Pins

What Goes Into The Making of A Lapel Pin

Those ubiquitous lapel pins are everywhere, but have you ever wondered how they are made? They may seem commonplace and ordinary as everyday objects, but once you learn about the meticulous process that goes into making them; from designing, molding, stamping, soldering, polishing, plating, coloring to packaging, you will greatly appreciate each finished piece as a work of art.

The process starts with choosing a pin design. Work with the pin manufacturer in choosing the best type of materials and finish that will go well with your chosen design.  The best types of materials used in pin making are as follows:

Cloisonne has the highest quality. This technique has been used for centuries, since the time of pharaohs in Ancient Egypt, to decorate jewelries. In the 14th century it spread to China, where they perfected the art of embellishing large vessels such as vases and teapots.

Soft Enamel is comparable to cloisonne, but is less expensive. It is a good alternative for those who want a beautiful glossy finish at an affordable price.

Die struck is a great choice if you want your pin to have an engraved sophisticated all metal look. The result is a clean, understated yet elegant looking pin.

Off-set digital is a method similar to the one used in printing magazines. Pins with very complex, detailed designs such as paintings or photographs, requiring an unlimited number of colors, are best made using this method.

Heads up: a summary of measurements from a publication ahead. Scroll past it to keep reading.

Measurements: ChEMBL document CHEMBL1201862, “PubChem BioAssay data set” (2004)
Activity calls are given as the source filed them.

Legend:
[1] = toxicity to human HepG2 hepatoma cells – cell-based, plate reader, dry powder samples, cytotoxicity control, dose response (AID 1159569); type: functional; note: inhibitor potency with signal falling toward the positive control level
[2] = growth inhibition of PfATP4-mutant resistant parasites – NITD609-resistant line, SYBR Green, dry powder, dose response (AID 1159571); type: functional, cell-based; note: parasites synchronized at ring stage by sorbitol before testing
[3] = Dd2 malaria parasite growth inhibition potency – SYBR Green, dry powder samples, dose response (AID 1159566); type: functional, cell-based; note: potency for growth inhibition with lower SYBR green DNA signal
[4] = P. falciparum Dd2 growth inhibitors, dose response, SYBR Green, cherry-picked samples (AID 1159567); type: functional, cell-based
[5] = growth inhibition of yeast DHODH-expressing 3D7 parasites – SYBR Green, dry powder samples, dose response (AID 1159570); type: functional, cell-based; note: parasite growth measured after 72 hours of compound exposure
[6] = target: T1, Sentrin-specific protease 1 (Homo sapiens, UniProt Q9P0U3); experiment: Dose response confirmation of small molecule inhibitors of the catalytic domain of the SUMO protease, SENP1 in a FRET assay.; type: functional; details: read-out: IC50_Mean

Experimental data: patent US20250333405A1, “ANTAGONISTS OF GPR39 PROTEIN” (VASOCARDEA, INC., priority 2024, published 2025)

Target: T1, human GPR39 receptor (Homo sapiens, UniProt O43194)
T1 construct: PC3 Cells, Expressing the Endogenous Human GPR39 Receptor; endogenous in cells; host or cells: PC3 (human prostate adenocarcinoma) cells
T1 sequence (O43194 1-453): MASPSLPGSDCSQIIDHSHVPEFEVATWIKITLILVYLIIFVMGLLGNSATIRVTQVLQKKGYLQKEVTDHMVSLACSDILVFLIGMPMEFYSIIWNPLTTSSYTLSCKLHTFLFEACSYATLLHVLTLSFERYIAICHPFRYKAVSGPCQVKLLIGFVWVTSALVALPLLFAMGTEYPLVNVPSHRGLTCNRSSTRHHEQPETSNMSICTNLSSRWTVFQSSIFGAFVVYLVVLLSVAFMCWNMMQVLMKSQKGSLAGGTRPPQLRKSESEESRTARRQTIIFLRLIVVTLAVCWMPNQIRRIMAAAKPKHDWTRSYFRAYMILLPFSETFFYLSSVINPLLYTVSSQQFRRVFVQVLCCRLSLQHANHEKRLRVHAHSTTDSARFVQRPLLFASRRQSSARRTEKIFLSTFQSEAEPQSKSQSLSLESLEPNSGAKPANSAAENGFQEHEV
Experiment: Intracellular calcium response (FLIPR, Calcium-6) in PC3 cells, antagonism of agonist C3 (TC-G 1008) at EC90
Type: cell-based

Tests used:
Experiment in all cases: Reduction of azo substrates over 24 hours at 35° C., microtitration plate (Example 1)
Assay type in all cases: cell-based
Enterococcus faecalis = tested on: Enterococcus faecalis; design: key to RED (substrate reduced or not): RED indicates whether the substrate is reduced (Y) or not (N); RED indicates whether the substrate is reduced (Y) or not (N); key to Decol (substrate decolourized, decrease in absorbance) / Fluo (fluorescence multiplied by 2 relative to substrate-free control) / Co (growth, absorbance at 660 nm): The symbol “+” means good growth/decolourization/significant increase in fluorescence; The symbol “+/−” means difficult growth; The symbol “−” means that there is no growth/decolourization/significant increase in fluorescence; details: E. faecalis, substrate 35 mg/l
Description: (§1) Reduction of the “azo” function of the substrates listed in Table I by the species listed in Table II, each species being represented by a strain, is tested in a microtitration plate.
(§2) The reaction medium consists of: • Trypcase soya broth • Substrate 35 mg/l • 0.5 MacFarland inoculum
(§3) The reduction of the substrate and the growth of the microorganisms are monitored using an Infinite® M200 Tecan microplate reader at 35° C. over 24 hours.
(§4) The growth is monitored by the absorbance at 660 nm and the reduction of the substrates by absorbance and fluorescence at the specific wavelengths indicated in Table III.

Photo etched enamel is similar to the soft enamel method. But photo etching works best with far more detailed designs because it allows a wider spectrum of colors to choose from. The resulting pin also weighs amazingly lighter.

Silk-screen is a process also used to create images on T-shirts. Blocks of color are applied one at a time. Although similar to the off-set digital process,silk-screen is the best option when specific requirements have to be met,  such as in company logos and trademarks.

Lapel PinThe final pin design is inked and colored and transferred to a sheet, marked   with the specifications of size and features. The pin manufacturer then makes a mold based on the outline of the pin.

The mold will be placed on a machine and will be used to stamp the individual pins onto a metal sheet. Copper or brass is softer and more pliable which makes it easier to stamp elaborate designs.

In the final stage, the copper or brass metals are plated with a more durable metal such as nickel, silver, gold and platinum depending on the chosen design and budget.

The required attachments are applied to each pin and the finishing touches are made. The pins are then polished, colored and checked for quality before they are packaged and shipped to the customer.

Want more bling and pizzazz on your pins? As far as pin collectors are concerned, there are extra features that add value and appeal to pins.

Danglers are little charm-like objects, such as bells, jewels or tiny figures that hang from a small hoop on the bottom of the pins. They dangle which makes for a highly noticeable pin.

Slider is what you call a piece of metal attached at the bottom of the pins. This attached piece can slide back and forth for extra fun.

Spinner is a movable piece is attached by a bolt or screw through the center to the pins. This attachment works like a pinwheel, spinning round and round.

Blinker refers to the battery-powered LED light added at the back of the pin. This makes your pin stand out even more. However, batteries are not replaceable, it  may stop working once batteries run out.